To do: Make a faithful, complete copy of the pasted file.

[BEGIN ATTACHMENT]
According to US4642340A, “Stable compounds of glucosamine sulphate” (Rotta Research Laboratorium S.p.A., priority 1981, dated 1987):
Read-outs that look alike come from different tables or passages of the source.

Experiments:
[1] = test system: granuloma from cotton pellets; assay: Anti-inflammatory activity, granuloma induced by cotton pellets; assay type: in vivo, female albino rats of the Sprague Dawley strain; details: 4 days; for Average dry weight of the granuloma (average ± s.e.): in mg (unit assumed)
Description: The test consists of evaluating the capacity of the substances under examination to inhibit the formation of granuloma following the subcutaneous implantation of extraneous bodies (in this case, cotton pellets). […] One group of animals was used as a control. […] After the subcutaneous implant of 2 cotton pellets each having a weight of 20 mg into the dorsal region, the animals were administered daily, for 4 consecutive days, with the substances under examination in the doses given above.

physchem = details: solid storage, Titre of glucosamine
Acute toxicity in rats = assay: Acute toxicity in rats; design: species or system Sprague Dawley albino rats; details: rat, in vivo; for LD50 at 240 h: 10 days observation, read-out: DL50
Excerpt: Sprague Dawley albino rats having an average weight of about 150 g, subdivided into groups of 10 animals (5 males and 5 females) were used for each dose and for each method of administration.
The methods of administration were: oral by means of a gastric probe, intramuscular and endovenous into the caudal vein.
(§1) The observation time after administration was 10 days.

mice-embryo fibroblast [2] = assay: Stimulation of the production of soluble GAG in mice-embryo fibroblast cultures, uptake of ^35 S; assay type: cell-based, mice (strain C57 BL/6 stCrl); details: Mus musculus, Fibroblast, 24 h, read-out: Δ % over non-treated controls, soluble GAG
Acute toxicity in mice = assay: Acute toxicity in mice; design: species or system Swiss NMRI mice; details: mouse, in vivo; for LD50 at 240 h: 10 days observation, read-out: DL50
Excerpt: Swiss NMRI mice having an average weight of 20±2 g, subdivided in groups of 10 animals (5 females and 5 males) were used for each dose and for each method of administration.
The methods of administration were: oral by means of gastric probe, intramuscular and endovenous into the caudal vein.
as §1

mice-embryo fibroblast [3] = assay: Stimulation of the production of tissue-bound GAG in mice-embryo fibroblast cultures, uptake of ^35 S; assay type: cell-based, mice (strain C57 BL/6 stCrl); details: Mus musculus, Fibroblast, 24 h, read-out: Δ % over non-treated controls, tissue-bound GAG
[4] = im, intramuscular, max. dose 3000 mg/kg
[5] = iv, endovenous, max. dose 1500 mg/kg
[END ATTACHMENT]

According to US4642340A, “Stable compounds of glucosamine sulphate” (Rotta Research Laboratorium S.p.A., priority 1981, dated 1987):
Read-outs that look alike come from different tables or passages of the source.

Experiments:
[1] = test system: granuloma from cotton pellets; assay: Anti-inflammatory activity, granuloma induced by cotton pellets; assay type: in vivo, female albino rats of the Sprague Dawley strain; details: 4 days; for Average dry weight of the granuloma (average ± s.e.): in mg (unit assumed)
Description: The test consists of evaluating the capacity of the substances under examination to inhibit the formation of granuloma following the subcutaneous implantation of extraneous bodies (in this case, cotton pellets). […] One group of animals was used as a control. […] After the subcutaneous implant of 2 cotton pellets each having a weight of 20 mg into the dorsal region, the animals were administered daily, for 4 consecutive days, with the substances under examination in the doses given above.

physchem = details: solid storage, Titre of glucosamine
Acute toxicity in rats = assay: Acute toxicity in rats; design: species or system Sprague Dawley albino rats; details: rat, in vivo; for LD50 at 240 h: 10 days observation, read-out: DL50
Excerpt: Sprague Dawley albino rats having an average weight of about 150 g, subdivided into groups of 10 animals (5 males and 5 females) were used for each dose and for each method of administration.
The methods of administration were: oral by means of a gastric probe, intramuscular and endovenous into the caudal vein.
(§1) The observation time after administration was 10 days.

mice-embryo fibroblast [2] = assay: Stimulation of the production of soluble GAG in mice-embryo fibroblast cultures, uptake of ^35 S; assay type: cell-based, mice (strain C57 BL/6 stCrl); details: Mus musculus, Fibroblast, 24 h, read-out: Δ % over non-treated controls, soluble GAG
Acute toxicity in mice = assay: Acute toxicity in mice; design: species or system Swiss NMRI mice; details: mouse, in vivo; for LD50 at 240 h: 10 days observation, read-out: DL50
Excerpt: Swiss NMRI mice having an average weight of 20±2 g, subdivided in groups of 10 animals (5 females and 5 males) were used for each dose and for each method of administration.
The methods of administration were: oral by means of gastric probe, intramuscular and endovenous into the caudal vein.
as §1

mice-embryo fibroblast [3] = assay: Stimulation of the production of tissue-bound GAG in mice-embryo fibroblast cultures, uptake of ^35 S; assay type: cell-based, mice (strain C57 BL/6 stCrl); details: Mus musculus, Fibroblast, 24 h, read-out: Δ % over non-treated controls, tissue-bound GAG
[4] = im, intramuscular, max. dose 3000 mg/kg
[5] = iv, endovenous, max. dose 1500 mg/kg